I knew I couldn’t catch the speed demon, so I’d wait her out. Once she exhausted herself, I’d grab her by the collar and watch her go completely limp. Juliet’s jellyfish body would slink to ground. Usually I would be laughing (or crying) when I carried my dog disciple of Mahatma Gandhi into the house. Trust me, I was always late for wherever I had to go.

Beagles tend to respond quickly to spoken cues about food.

Beagles tend to respond quickly to spoken cues about food.

Study Shows Dogs Really are Listening to Our Chatter. Perhaps dogs have selective hearing about commands, yet they are paying attention to us when we speak. Recent research at Eötvös Loránd University in Hungary shows that canine brains can detect the difference between speech and non-speech when listening to human voices. Dogs also show different responses to speech in an unfamiliar language. These are skills that scientists previously thought only people possessed.

The idea for the study came from Laura V. Cuaya, lead author of the study: “Some years ago I moved from Mexico to Hungary to join the Communication Lab at the Department of Ethology, Eötvös Loránd University for my postdoctoral research. My dog, Kun-kun, came with me. Before, I had only talked to him in Spanish. So I was wondering whether Kun-kun noticed that people in Budapest spoke a different language, Hungarian. We knew that people, even preverbal human infants, notice the difference. But maybe dogs do not bother.

Try to picture this experiment. Kunkun and 17 other dogs that had been trained to stay still in an MRI machine were fitted with headphones, so they could listen to excerpts from “The Little Prince,” by Antoine De Saint-Exupéry that were recorded in Hungarian and in Spanish, or those same recordings cut up into small pieces and put back together in a different order so it sounded unnatural.

The results, published in the journal NeuroImage, reveal the dogs’ brains showed a different activity pattern in the primary auditory cortex for speech compared with non-speech, with the findings similar regardless of whether the language used – Hungarian or Spanish – was familiar. Curiously, the longer the dog’s head was, the better their brain could distinguish speech from nonspeech. This makes me think Afghans with their long, pointy heads might realize when we are babbling about nonsense and tune us out.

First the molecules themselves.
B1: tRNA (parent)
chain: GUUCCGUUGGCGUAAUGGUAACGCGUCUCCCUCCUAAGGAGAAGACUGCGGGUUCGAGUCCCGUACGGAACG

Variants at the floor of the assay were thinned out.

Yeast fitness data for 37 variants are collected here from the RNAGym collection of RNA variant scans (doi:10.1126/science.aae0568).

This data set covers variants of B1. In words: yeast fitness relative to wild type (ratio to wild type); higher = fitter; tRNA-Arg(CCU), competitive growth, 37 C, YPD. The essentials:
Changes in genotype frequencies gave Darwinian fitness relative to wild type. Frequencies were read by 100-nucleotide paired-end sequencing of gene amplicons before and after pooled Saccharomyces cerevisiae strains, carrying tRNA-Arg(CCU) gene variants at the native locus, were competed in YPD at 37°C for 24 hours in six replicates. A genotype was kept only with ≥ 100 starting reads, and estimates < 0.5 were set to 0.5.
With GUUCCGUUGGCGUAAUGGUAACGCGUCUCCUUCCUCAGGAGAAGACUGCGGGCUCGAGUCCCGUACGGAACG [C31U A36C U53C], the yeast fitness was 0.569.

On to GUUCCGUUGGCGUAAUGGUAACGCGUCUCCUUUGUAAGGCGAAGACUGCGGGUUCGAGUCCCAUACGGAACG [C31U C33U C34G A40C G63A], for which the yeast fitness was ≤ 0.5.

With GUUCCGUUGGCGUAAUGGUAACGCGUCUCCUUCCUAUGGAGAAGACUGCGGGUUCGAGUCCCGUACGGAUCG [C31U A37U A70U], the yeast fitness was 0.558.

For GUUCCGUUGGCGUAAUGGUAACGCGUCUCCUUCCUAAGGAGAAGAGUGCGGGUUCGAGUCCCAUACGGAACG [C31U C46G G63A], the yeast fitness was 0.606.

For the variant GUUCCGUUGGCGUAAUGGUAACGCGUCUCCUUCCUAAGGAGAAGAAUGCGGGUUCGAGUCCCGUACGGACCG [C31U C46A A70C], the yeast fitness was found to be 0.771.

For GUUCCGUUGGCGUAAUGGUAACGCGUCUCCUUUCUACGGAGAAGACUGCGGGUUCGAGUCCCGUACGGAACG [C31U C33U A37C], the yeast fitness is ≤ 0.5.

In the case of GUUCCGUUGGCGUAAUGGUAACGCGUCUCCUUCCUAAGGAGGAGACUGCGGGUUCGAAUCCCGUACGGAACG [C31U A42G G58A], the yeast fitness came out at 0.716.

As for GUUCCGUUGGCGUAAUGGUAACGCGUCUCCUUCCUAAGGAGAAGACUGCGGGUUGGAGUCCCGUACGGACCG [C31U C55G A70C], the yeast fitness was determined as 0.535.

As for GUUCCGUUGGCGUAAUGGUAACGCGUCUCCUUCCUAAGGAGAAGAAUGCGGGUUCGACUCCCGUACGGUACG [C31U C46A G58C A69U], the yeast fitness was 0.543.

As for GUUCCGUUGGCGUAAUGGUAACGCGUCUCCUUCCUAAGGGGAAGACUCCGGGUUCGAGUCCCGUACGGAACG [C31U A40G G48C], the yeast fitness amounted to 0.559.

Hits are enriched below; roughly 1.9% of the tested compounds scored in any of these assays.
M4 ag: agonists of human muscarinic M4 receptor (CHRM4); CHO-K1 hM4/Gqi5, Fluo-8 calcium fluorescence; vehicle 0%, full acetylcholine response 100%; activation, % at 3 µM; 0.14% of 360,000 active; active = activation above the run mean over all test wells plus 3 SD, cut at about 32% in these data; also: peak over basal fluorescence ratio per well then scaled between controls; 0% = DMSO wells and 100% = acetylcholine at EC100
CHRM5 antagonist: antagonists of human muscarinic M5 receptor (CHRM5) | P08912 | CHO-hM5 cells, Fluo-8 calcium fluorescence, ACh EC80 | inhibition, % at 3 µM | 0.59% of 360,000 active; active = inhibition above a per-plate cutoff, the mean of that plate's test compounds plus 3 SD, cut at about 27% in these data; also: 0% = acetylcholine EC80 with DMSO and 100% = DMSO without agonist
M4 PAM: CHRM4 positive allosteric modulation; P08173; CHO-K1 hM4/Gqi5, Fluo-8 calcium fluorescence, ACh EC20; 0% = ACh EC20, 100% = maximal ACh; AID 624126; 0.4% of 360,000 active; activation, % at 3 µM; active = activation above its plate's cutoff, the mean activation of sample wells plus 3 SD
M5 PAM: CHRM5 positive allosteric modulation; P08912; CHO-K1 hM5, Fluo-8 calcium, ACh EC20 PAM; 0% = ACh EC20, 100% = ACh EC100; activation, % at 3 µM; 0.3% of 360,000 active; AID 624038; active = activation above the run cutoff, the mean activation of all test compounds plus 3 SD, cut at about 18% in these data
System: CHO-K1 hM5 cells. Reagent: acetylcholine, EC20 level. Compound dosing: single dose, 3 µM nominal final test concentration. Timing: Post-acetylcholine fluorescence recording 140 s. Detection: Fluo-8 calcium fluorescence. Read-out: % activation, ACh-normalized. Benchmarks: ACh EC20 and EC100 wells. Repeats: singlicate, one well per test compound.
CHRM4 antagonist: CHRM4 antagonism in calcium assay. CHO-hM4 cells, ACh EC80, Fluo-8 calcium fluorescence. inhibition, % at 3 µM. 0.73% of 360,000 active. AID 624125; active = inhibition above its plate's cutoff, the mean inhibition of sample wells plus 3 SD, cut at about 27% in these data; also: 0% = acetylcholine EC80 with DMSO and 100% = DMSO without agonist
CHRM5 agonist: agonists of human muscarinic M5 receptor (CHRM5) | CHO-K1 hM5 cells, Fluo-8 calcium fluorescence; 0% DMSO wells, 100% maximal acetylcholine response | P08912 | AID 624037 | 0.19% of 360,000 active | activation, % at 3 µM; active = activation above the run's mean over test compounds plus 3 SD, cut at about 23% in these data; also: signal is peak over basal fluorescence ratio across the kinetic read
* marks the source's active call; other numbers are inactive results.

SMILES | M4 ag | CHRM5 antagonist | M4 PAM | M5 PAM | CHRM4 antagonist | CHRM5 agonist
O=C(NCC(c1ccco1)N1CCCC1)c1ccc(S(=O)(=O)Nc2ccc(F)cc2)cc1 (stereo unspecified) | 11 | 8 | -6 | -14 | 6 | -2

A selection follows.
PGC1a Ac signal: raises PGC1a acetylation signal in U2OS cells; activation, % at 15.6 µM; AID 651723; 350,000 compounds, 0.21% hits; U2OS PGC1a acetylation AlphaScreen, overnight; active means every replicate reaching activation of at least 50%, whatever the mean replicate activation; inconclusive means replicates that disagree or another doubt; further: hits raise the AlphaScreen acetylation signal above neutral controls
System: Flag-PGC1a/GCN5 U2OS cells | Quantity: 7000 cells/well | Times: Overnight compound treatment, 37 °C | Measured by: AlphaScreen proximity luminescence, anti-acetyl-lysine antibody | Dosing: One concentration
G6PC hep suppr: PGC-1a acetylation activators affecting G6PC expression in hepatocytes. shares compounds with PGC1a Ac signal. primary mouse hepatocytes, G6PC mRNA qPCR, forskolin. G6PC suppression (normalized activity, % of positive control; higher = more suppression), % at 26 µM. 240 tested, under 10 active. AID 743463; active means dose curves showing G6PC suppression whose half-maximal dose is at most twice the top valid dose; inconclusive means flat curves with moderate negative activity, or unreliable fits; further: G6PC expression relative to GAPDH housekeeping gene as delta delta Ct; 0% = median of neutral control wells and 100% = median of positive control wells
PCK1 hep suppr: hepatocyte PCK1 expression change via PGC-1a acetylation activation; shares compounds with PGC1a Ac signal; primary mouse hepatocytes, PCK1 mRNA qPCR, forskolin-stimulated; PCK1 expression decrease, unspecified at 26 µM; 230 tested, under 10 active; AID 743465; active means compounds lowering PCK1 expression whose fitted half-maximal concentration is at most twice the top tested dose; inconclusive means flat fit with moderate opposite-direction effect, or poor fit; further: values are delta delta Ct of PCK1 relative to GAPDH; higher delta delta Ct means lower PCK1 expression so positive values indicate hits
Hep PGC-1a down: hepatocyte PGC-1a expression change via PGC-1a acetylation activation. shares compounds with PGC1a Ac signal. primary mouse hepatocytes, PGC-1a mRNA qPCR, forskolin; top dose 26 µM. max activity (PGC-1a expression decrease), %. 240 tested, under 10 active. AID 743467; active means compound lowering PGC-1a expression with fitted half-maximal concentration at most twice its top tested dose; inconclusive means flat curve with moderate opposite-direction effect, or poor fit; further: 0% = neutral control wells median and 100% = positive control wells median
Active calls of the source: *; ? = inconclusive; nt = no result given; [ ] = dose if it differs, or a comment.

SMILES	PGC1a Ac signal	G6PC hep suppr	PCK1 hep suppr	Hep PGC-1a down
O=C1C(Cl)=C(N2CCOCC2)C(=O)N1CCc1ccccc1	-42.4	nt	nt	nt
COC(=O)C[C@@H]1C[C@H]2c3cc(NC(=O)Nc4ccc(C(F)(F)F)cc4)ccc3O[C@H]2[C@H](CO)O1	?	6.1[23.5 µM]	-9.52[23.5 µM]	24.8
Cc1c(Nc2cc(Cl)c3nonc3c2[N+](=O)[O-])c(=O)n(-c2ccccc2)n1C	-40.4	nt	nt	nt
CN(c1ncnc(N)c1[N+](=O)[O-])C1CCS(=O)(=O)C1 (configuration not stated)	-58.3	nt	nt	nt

Research also revealed familiar and unfamiliar languages gave rise to different responses in the secondary auditory cortex – but only for speech. This suggested the ability to distinguish between languages was not simply down to the speakers being different.

Instead, the differences seen between languages for speech are probably down to exposure to the familiar language and a sensitivity to language regularities. Interestingly, older dogs show a stronger differentiation between the two languages. This makes sense because older dogs have been years with their guardians who speak their “native” tongue.

I have one question. What if the dogs also heard recordings of “The Little Prince” in its original French? Would they be so mesmerized by the cadence of this beautiful language that from that moment on, the dogs would respond willingly to every request from their French-speaking owners?